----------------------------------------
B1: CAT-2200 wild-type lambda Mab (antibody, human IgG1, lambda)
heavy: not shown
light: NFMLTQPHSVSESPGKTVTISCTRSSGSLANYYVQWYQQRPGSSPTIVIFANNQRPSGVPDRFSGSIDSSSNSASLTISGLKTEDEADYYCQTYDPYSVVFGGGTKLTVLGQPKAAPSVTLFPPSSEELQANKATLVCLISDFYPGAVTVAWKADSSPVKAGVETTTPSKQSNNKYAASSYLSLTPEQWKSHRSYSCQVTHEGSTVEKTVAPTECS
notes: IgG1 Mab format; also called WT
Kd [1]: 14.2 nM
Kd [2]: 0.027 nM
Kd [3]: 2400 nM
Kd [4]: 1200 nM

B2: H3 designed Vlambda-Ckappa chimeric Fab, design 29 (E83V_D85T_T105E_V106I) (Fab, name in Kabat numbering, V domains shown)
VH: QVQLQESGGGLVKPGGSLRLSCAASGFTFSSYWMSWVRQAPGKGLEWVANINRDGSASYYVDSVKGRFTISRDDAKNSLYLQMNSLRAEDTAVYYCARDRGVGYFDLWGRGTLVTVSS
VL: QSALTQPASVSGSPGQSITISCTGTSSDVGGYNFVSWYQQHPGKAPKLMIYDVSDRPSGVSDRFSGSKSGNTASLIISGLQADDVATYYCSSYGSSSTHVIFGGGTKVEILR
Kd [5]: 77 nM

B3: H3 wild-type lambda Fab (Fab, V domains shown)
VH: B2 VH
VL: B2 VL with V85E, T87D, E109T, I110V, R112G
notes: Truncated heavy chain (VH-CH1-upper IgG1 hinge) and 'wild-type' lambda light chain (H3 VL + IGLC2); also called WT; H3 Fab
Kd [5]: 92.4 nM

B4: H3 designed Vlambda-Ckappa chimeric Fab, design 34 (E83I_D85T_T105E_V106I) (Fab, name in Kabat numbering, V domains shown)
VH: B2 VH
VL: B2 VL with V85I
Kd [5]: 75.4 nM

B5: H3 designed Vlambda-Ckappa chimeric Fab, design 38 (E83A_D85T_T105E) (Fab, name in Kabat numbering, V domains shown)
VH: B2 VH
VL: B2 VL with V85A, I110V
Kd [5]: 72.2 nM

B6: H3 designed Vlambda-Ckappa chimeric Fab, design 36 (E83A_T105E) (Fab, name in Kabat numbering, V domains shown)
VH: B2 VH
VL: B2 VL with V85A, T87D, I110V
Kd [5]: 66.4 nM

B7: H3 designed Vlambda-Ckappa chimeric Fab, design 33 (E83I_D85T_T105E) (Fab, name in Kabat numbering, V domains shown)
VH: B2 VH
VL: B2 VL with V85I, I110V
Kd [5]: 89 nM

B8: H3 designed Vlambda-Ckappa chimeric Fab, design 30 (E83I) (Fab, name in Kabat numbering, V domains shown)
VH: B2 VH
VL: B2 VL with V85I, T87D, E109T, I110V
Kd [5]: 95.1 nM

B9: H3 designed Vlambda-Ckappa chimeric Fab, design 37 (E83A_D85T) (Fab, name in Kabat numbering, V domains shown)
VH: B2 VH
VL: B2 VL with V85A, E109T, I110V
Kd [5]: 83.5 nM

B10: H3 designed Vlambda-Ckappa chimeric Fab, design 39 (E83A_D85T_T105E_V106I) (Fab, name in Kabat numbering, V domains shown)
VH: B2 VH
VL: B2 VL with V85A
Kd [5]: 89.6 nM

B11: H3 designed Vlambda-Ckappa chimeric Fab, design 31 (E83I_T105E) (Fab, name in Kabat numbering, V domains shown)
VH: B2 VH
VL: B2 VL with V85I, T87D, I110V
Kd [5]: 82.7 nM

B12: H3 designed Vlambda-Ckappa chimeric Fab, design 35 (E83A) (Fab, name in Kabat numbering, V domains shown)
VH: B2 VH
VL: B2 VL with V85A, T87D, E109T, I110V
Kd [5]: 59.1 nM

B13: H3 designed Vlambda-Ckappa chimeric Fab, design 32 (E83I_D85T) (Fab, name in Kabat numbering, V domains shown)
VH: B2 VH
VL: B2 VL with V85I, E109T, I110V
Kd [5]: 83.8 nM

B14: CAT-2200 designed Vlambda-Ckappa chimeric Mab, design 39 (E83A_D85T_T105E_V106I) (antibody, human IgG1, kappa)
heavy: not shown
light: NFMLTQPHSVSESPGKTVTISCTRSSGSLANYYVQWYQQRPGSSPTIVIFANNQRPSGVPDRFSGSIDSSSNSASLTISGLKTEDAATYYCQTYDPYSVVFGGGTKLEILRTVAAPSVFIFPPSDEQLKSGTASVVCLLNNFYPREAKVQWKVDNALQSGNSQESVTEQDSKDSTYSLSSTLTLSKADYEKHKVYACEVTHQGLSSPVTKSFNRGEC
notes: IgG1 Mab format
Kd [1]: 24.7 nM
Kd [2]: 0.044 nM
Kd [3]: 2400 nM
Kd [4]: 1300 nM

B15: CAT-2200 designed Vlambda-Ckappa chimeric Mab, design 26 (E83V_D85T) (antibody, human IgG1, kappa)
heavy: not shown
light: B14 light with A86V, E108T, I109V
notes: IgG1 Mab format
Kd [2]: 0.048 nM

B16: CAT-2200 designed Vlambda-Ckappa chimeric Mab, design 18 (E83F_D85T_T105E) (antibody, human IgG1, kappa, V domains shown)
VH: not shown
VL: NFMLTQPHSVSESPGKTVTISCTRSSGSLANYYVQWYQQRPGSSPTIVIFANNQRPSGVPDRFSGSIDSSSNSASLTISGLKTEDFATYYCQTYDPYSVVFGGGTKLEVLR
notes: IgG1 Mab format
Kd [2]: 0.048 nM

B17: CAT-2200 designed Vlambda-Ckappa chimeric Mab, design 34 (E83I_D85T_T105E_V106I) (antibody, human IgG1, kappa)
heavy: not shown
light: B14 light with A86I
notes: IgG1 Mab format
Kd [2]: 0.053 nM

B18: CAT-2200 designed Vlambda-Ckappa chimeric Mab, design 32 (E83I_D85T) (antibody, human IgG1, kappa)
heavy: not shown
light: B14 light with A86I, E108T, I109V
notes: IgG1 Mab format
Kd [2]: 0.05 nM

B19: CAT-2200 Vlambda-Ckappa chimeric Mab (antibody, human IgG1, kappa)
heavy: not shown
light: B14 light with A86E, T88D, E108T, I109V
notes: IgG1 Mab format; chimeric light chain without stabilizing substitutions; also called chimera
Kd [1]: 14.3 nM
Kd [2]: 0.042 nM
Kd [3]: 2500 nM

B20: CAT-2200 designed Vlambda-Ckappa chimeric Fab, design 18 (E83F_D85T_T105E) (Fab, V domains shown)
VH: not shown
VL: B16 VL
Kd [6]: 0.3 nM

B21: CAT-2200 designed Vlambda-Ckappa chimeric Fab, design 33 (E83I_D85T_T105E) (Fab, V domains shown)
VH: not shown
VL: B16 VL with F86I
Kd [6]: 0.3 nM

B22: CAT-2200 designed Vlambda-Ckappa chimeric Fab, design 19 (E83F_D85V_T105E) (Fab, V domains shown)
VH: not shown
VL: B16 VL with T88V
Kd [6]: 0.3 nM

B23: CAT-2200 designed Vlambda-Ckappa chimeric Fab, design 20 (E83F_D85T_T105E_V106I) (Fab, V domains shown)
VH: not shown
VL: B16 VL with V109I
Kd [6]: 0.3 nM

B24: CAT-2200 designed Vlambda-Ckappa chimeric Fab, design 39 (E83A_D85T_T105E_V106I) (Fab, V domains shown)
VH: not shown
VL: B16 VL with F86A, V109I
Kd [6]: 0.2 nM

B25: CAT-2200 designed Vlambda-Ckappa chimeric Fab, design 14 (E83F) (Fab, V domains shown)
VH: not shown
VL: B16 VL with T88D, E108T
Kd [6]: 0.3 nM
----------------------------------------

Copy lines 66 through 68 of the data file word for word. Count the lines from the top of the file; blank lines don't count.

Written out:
B15: CAT-2200 designed Vlambda-Ckappa chimeric Mab, design 26 (E83V_D85T) (antibody, human IgG1, kappa)
heavy: not shown
light: B14 light with A86V, E108T, I109V